Mentions: A number of drugs, namely, isoniazid, rifampicin, ethambutol, and pyrazinamide are often administered over a prolonged period of time and may lead to the development of resistant strains due to patient-poor compliance among other factors. The development and spread of resistant M. tuberculosis, pose a vital challenge to the control of TB world-wide. In recent years, the emergence and spread of resistant M. tuberculosis strains has fuelled the TB epidemic by making it more difficult to treat. Multidrug-resistant (MDR) TB, which is resistant to the first line anti-TB agents, namely, isoniazid and rifampicin are increasing with >500,000/yr new cases of MDR-TB worldwide [3, 4]. Extensively drug-resistant (XDR) TB, resistant to first line anti-TB agents, namely, isoniazid, rifampicin, fluoroquinolones, and one of three injectable drugs, such as capreomycin, kanamycin, or amikacin is awfully difficult to treat and is considered a worldwide threat to TB control [3, 4]. These statistics serve as impetus for development of more effective and safer anti-TB drugs [5]. For more than 40 years, there has been a drought of new anti-TB drugs. However, more recently, there are increasing reports of newer agents demonstrating activity against drug-resistant M. tuberculosis strains [5–8]. Among these new agents are the oxazolidinones (linezolid—LZD; and PNU-100480; Figure 1), diarylquinoline (TMC-207; Figure 1), the nitroimidazole-oxazole (OPC-67683; Figure 1), the nitroimidazo-oxazine (PA-824, Figure 1), and some quinolone class of compounds. Linezolid (LZD; Figure 1), a prototypical oxazolidinone used in the clinic to treat gram-positive bacterial infections, the thiomorpholino derivative of LZD (PNU-100480; Figure 1), and others in this class, have demonstrated activity against susceptible and drug-resistant M. tuberculosis. Our laboratories have been interested in the synthesis of triazolylmethyl oxazolidinones of general structures PH-27, 1, 2, and 3 (Figure 1) with antibacterial activity [9–12]. Studies from other laboratories and ours have shown that the triazolyl oxazolidinones have potent activity against gram-positive bacterial species [9–14], comparable or superior to linezolid in vitro, thus affirming the bioisosteric replacement of the C5 acetamido functional group by the triazolyl moiety. On the basis of the potent antibacterial activities of the triazolyl oxazolidinones and the demonstrated antimycobacterium activities of representative oxazolidinones, namely, LZD and PNU-100480, we evaluated the antiMycobacterium tuberculosis activity of selected novel triazolylmethyl oxazolidinones synthesized from our laboratories. Therefore, this study outlines the in vitro and in vivo antimycobacterial activity of selected triazolylmethyl oxazolidinones and to establish observable qualitative structure-activity relationships.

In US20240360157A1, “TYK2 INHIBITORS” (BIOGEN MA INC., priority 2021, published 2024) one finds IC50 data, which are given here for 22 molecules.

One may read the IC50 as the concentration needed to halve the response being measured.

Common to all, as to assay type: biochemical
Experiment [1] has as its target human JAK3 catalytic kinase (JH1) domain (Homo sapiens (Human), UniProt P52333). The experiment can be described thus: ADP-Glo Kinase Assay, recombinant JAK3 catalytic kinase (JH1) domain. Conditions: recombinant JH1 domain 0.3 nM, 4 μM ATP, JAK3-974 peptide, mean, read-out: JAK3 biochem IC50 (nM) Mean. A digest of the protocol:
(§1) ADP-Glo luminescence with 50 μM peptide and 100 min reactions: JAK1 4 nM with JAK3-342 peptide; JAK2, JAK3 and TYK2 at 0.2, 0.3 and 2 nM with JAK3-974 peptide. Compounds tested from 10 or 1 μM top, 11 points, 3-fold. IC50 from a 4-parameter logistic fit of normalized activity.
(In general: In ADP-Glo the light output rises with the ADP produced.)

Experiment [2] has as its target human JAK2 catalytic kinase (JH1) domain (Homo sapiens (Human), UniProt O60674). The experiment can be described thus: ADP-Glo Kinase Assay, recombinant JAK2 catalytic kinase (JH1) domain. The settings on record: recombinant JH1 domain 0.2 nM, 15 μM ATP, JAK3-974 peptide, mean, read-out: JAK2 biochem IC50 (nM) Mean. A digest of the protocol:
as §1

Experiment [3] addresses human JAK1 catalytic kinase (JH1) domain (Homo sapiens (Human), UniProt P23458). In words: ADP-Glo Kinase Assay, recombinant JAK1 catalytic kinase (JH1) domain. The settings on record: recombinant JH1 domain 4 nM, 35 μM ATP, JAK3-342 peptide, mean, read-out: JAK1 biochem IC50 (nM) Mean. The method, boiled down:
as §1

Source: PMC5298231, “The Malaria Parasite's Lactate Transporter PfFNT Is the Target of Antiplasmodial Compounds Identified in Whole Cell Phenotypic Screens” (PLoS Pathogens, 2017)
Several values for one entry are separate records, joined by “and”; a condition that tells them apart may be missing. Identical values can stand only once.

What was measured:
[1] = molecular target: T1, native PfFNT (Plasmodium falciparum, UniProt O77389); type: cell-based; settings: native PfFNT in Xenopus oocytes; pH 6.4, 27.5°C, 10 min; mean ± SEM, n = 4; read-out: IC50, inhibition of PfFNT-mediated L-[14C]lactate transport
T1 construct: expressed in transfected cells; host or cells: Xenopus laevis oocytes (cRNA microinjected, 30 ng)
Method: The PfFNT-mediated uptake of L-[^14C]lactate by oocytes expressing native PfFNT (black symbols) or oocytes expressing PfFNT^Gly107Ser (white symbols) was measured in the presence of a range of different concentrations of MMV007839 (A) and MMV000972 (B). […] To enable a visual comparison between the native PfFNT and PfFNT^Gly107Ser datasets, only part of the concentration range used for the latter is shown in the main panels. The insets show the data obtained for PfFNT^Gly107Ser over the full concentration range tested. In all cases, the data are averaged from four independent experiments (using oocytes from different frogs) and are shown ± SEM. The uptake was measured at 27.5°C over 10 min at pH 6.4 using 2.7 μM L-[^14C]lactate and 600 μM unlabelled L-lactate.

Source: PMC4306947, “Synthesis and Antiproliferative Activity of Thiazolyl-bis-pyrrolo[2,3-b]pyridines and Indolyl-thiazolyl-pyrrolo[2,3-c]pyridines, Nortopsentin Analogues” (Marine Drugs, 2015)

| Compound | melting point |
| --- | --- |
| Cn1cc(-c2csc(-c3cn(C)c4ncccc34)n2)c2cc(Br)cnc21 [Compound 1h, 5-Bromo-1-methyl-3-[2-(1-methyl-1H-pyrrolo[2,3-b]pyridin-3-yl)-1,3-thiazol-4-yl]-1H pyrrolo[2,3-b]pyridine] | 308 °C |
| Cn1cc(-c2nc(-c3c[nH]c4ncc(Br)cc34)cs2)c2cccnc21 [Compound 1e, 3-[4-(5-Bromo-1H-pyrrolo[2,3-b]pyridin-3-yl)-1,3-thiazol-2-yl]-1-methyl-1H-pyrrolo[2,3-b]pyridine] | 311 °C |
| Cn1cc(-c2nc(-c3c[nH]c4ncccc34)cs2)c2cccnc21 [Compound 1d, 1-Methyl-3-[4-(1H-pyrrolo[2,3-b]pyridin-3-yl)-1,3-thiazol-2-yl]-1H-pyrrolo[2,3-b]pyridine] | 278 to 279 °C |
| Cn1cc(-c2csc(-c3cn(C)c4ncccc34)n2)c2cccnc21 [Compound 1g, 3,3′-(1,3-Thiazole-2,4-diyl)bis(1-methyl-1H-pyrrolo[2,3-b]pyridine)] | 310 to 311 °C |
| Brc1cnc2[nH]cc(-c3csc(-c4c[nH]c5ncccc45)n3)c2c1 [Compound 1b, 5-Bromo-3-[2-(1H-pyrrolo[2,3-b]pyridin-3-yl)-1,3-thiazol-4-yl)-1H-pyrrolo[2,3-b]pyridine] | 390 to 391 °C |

Antimycobacterial Activities of Novel 5-(1H-1,2,3-Triazolyl)Methyl Oxazolidinones.

Phillips OA, Udo EE, Varghese R - Tuberc Res Treat (2012)

Chemical structure of oxazolidinone antibacterial agents and novel antimycobacterial agents.
© Copyright Policy - open-access
Related In: Results  -  Collection

Show All Figures
getmorefigures.php?uid=PMC3345221&req=5

fig1: Chemical structure of oxazolidinone antibacterial agents and novel antimycobacterial agents.